Top 11 Music Industry Mentors (Some May Surprise You)

If you are an aspiring musician in today’s CRAZY music economy, these are the people you need in your corner to help you navigate!

  1. Cari Cole – @CariCole

    • Cari Cole has it all! She is one of the few people in the biz who actually focuses on the artist development side of the music industry (an aspect that has seemed to all but disappear in the last 10 years) rather than just music marketing. Not only does she help music artists develop their true sound, she is also a kick-ass vocal coach and music marketing master! Check out her blog for tons of music career advice.

  2. Ariel Hyatt – @CyberPR

    Ariel Hyatt is the founder of CyberPR, an online publicity company that is an especially great resource for independent music artists. Her twitter is jam-packed with helpful music industry tips, and her book Music Success in 9 Weeks is basically a classic.

  3. Daniel Coyle – @DanielCoyle

  4. Katie Reilly – @KatieReilly06

  5. Tim Ferriss – @tferriss

  6. Maneesh Sethi – @maneesh

  7. Sophie Shear – @SophieShear

    • Sophie Shear is a brilliant Nashville vocal coach who defies traditional methods to get way-better-than traditional results. Check out her YouTube channel for singing tips and feel your vocal chords transform!

      twitter.com/sophieshear

      twitter.com/sophieshear

  8. Robert Greene – @RobertGreene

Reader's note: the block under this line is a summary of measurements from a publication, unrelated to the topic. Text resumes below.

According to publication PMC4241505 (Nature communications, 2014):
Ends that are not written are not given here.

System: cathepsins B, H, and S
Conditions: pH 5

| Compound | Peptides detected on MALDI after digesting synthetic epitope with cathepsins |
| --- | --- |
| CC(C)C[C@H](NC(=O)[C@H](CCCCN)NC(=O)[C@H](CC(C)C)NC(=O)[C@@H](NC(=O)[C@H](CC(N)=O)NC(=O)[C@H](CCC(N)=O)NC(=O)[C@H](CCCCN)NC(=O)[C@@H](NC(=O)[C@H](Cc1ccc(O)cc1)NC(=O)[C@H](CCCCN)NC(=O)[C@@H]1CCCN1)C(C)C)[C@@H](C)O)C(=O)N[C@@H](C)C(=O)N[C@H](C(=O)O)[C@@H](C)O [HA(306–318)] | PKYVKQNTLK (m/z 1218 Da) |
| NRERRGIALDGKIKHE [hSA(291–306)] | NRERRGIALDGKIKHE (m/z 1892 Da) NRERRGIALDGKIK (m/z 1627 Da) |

9. John Oszajca – @JohnOszajca

    • John Oszajca is in a unique position because he understands the music industry from the artist’s perspective. He has been signed to record deals with Interscope and Warner Brothers and definitely understands the positive and negative aspects of signing to record labels, firsthand. He has taken his experiences to create an amazing blog called Music Marketing Manifesto where he talks about different ways to get your music out into the world.

      musicmarketingmanifesto.com

      musicmarketingmanifesto.com

  10. Cal Newport – not surprisingly, he doesn’t have a Twitter!

    • Georgetown professor Cal Newport’s blog mostly offers advice to students, but his productivity and time-management advice is GOLD for musicians (and all creative types). He is one of the few productivity writers who understands creative peoples’ need for long periods of focused time (5 hour long songwriting sessions anyone?). Check out this genius blog post about scheduling creative time into your already busy life.

If you’d like access to more insider information to help you grow a successful music career,  SIGN UP For the Music Career Insiders Newsletter.
 
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Time Management: How Musicians Can Triple Their Productivity

Divide Your Time Using the Productivity Pyramid

I first learned the concept of the Productivity Pyramid from entrepreneur Eben Pagan, and it has completely changed the way I look at time management. The idea is that all of the activities that you do fall into specific categories. Those categories are: